God at Work

Today is Holy Trinity Sunday, a unique day in the Church Calendar, where we do not focus on a specific event in the life of our Lord or the history of the Church, per se, or even one of the great wonders of God throughout the Old Testament. No, today is a day when we focus on a specific teaching, a confession of the Christian Church, a mark of orthodoxy itself, that we believe in a triune God. As we confessed in the Athanasian Creed, “We worship one God in Trinity and Trinity in Unity, neither confusing the persons nor dividing the substance.” These three persons, the Father, the Son, and the Holy Spirit, are the one God we worship. What I think is fascinating about focusing on the doctrine of the Holy Trinity, over against say an event in the life of our Lord, is that the only way we can speak about our triune God is to speak about His actions, to speak about what He has done and continues to do. This is precisely how we even know He is one God in three persons, how He reveals Himself in His work.

So, it is fitting that our Old Testament reading today is of the creation of all things. The creation narrative from Genesis reveals to us the unique nature of our God. Just to take a step back and consider the work of creation itself can fill us with awe and wonder. It can be as simple as watching a spectacular sunset or getting lost in the eyes of a person you love. To be moved by the colors and patterns, to see the layers upon layers which defy proper description, they must simply be enjoyed for their own sake. Such things send our minds racing as we imagine the movements of God’s creative work. I do not think I will ever forget the time my wife and I spent backpacking along the John Muir Trail. We spent night after night camping above the timber line where ragged rocks jutted out from alpine lakes surrounded by spongy moss and little frogs hopped among the wildflowers. It seemed like a scene from a fairytale, like we were on a different planet. Beauty and wonder lurked around every corner. There was always something new to take in, some new vista, some new delight to the senses. Truly the Creator is an artist of the highest order.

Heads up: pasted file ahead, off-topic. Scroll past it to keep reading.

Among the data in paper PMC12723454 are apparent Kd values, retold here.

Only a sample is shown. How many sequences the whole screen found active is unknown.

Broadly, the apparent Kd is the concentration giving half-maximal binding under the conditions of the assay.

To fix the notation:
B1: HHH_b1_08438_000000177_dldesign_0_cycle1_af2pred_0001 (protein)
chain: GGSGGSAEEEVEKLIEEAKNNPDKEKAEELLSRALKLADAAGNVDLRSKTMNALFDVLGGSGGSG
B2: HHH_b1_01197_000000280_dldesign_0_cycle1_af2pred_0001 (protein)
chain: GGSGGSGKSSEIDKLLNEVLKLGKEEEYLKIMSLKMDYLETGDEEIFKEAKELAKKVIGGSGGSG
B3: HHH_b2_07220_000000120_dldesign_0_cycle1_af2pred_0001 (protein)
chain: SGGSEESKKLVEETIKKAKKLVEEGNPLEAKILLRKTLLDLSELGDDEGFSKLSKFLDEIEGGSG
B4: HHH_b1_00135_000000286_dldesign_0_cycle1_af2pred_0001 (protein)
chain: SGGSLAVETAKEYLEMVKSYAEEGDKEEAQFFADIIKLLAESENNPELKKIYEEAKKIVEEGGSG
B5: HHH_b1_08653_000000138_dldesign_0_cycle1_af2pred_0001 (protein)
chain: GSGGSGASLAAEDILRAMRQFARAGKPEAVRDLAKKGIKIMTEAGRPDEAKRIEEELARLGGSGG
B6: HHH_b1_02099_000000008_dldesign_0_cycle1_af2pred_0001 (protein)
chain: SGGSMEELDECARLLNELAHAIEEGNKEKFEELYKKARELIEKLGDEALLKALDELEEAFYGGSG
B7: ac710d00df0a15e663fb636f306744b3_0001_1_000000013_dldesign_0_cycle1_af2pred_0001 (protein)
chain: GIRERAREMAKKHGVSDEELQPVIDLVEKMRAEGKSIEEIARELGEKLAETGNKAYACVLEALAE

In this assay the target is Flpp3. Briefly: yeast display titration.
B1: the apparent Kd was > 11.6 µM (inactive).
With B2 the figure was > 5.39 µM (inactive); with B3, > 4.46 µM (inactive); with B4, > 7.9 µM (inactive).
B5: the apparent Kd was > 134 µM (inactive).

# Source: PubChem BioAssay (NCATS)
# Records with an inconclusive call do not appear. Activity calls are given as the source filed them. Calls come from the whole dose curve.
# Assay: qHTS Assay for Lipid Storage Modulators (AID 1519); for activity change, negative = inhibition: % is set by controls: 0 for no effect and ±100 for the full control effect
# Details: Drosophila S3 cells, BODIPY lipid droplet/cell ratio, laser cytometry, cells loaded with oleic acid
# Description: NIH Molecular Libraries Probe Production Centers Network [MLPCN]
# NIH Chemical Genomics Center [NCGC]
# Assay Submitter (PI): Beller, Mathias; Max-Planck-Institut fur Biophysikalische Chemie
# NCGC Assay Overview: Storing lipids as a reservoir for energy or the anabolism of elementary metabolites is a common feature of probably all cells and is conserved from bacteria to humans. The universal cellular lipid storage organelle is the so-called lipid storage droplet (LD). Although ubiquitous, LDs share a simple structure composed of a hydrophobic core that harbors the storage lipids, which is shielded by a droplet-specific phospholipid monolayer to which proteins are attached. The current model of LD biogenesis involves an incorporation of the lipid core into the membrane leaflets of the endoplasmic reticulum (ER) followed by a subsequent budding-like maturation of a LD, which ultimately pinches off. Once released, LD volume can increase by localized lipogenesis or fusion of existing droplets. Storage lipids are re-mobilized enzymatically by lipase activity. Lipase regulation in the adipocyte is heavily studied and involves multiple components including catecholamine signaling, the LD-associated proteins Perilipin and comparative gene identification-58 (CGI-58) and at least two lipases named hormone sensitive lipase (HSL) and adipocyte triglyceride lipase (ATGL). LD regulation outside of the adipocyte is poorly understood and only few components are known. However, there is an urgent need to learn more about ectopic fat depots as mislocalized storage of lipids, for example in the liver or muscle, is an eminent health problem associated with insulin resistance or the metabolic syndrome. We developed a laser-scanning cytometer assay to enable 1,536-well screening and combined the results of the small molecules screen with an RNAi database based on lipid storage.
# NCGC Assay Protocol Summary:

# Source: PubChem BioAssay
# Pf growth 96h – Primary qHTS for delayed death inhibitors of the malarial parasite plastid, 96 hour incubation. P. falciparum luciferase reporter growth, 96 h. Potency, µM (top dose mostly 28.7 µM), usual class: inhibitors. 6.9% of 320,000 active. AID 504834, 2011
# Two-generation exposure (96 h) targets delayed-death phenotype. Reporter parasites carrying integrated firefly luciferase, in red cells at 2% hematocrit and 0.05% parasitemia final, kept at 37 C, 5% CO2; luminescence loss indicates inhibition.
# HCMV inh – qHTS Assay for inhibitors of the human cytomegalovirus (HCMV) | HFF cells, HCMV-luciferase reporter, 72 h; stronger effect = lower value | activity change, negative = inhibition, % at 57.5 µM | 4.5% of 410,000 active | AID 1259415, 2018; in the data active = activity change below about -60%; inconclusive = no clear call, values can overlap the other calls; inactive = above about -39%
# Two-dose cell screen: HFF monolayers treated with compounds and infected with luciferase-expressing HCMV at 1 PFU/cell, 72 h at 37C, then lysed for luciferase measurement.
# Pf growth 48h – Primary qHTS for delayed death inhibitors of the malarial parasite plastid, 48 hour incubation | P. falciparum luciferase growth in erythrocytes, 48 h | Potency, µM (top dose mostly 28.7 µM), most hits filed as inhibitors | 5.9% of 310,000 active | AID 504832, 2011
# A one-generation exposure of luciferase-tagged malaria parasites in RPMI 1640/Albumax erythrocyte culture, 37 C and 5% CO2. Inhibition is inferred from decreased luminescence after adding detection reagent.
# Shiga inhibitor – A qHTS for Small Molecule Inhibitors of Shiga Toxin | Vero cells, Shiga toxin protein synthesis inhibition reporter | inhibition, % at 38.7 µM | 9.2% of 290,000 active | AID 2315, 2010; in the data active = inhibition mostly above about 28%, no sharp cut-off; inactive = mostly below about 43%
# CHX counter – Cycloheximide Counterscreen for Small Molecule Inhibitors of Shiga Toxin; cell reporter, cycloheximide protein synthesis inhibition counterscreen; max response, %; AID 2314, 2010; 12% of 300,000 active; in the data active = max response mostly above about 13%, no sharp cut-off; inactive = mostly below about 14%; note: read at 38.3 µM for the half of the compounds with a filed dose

Yet, as Moses recounts the epic story of God’s creative work, we are given some intriguing descriptions about our God, some insight into who it is that creates out of nothing. “In the beginning, God created the heavens and the earth. The earth was without form and void, and darkness was over the face of the deep. And the Spirit of God was hovering over the face of the waters. And God said, “Let there be light,” and there was light. And God saw that the light was good.” In the beginning God created. He is not refashioning or forming from one thing to another. No, He creates. This is Aristotle’s unmoved mover. This is the movement which begins all things. And as God creates, we are told His Spirit hovers over the face of the waters. Then God speaks and says, “Let there be light” and in His speaking, it is done. So, right here at the very beginning, there is God and in the work of His creating there is His Spirit and His Word. In fact, as He goes on throughout the six days of creation, as there is more clarity and division and the creation of new living things, we find something else. This one true God reveals Himself in the plural: “Let us make man in our image, after our likeness.”

Even at the very beginning we find this strange mystery of how our God works. To confess our God is one God, Father, Son, and Holy Spirit, is to confess a God who is at work, a God who creates out of nothing, a God who not only did something wonderful a long time ago, but a God who continues to work even now. John’s Gospel picks this up when he echoes the whole account of creation and says, “In the beginning was the Word, and the Word was with God, and the Word was God. He was in the beginning with God. All things were made through Him.” He goes on to say the Word became flesh and dwelt among us. Therefore, the story of our God, of who He is, is far more than simply the story of how things were made. It is the story of the ongoing work of the Father, the Son, and the Holy Spirit throughout history and into your life here and now. God did not just create this world, wind it up, set it in motion, and then leave it alone. No, He still intervenes. He still comes into His own creation.